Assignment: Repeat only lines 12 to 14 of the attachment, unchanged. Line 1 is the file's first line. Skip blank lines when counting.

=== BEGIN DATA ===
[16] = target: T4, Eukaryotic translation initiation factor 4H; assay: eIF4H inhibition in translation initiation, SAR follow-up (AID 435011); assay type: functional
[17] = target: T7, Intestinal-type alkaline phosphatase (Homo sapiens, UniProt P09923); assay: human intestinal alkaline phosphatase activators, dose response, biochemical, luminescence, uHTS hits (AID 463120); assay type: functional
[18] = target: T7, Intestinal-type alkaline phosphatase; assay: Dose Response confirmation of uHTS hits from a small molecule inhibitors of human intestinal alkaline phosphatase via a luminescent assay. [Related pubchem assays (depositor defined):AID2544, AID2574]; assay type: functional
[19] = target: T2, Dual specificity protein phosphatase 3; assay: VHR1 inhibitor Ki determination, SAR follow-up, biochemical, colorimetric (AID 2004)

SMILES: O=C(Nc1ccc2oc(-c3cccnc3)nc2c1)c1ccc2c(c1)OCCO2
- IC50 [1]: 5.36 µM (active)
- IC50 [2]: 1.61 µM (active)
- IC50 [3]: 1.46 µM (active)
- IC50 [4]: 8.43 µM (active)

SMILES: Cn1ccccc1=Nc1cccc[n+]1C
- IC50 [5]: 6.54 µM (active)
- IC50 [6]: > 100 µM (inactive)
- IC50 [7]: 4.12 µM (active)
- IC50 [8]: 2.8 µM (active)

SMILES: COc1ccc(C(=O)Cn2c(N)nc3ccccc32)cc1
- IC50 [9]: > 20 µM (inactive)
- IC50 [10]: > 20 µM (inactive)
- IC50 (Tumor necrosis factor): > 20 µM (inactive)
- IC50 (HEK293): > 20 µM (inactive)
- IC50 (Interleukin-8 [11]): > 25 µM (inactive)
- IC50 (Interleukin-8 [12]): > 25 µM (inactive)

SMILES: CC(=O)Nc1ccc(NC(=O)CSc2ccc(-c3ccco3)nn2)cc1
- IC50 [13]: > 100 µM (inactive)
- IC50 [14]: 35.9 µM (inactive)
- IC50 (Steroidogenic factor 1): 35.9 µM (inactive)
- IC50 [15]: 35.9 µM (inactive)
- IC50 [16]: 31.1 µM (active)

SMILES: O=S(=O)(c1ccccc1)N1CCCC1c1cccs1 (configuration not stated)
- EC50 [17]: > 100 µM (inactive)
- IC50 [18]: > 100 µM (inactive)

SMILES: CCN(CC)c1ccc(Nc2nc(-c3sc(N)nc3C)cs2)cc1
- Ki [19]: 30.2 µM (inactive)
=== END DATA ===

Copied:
- IC50 [6]: > 100 µM (inactive)
- IC50 [7]: 4.12 µM (active)
- IC50 [8]: 2.8 µM (active)